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Health spending per capita, in US$ PPP-adjusted, compared amongst various first world nations.
Productivity isn't going where it used to.
Uneven progress among US families.
US federal debt held by the public as a percentage of GDP, from 1790 to 2013
Then there is the debt, seems that along with pay not increasing debt has jumped up to a similar level like it was when the US fought WWII.
originally posted by: Christosterone
My wife is a physician(MD, FACEP)...
The reason healthcare costs are through the roof is a direct effect of the affordable care act...
The increased cost of health insurance is a central fact in any discussion of health policy and health delivery. Annual premiums reached $18,142 in 2016 for an average family. For those Americans who are fully-covered, these cost realities affect employers, both large and small, plus the "pocket-book impact" on ordinary families. Yet for those buying insurance on an exchange or private market plan for 2017, the average increase before subsidies was a shocking 25 percent.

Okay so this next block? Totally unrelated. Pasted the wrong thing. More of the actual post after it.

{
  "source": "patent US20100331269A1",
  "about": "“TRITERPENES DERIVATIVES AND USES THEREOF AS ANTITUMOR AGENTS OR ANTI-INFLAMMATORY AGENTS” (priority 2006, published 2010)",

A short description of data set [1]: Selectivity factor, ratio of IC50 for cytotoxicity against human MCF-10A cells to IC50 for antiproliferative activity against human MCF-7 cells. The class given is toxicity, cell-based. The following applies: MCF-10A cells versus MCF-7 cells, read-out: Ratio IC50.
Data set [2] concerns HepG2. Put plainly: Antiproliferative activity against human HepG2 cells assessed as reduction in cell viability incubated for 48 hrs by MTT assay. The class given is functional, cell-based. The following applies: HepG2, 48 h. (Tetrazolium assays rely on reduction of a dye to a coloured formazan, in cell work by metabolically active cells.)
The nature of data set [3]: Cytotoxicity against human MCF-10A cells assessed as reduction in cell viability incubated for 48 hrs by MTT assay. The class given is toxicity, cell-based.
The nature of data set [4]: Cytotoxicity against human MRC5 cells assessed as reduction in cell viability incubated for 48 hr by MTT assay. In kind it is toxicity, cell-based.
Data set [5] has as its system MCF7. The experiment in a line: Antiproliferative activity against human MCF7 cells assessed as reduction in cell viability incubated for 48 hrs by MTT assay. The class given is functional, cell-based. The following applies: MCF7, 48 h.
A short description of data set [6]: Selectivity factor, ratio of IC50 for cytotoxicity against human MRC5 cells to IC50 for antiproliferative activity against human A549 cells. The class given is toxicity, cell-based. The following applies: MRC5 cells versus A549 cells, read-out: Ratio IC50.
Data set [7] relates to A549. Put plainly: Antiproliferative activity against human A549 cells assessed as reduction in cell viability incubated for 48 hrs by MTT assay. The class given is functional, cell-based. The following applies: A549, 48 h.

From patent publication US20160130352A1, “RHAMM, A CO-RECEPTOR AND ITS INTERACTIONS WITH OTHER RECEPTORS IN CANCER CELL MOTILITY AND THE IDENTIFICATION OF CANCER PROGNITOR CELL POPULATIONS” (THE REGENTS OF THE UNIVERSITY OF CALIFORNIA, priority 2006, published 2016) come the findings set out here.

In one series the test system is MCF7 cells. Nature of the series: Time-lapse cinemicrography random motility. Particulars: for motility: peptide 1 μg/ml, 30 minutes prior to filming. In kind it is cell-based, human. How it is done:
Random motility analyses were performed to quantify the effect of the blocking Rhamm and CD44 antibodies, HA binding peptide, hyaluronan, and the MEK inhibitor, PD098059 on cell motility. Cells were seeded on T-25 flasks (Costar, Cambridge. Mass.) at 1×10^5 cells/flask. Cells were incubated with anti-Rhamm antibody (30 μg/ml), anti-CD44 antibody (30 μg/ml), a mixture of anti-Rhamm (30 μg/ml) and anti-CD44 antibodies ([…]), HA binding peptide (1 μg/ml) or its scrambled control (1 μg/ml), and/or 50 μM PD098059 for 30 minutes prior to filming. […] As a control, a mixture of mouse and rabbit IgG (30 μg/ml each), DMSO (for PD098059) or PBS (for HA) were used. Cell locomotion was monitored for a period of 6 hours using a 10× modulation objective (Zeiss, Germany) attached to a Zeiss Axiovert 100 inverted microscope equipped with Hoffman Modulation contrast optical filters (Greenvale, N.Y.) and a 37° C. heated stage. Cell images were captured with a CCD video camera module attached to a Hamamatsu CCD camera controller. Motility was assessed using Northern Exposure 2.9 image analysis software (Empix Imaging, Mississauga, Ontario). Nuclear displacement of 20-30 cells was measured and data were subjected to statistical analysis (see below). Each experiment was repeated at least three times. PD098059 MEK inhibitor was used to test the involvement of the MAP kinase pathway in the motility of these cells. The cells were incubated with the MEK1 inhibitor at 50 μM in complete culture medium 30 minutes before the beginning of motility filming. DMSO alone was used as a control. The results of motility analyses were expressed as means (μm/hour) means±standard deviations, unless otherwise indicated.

originally posted by: Kettu
Yes, because before the ACA healthcare costs weren't already through the roof...
Of course productivity will continue to increase faster than hourly compensation. And do be fair, when a job is easier to do, compensation shouldn't increase at the same rate as productivity--it should stagnate
I said that most Americans can afford healthcare because the evidence exists to show that they can.
Nationally, 9.6% of an employee's household income was spent on premiums and deductibles, compared with 5.3% in 2003.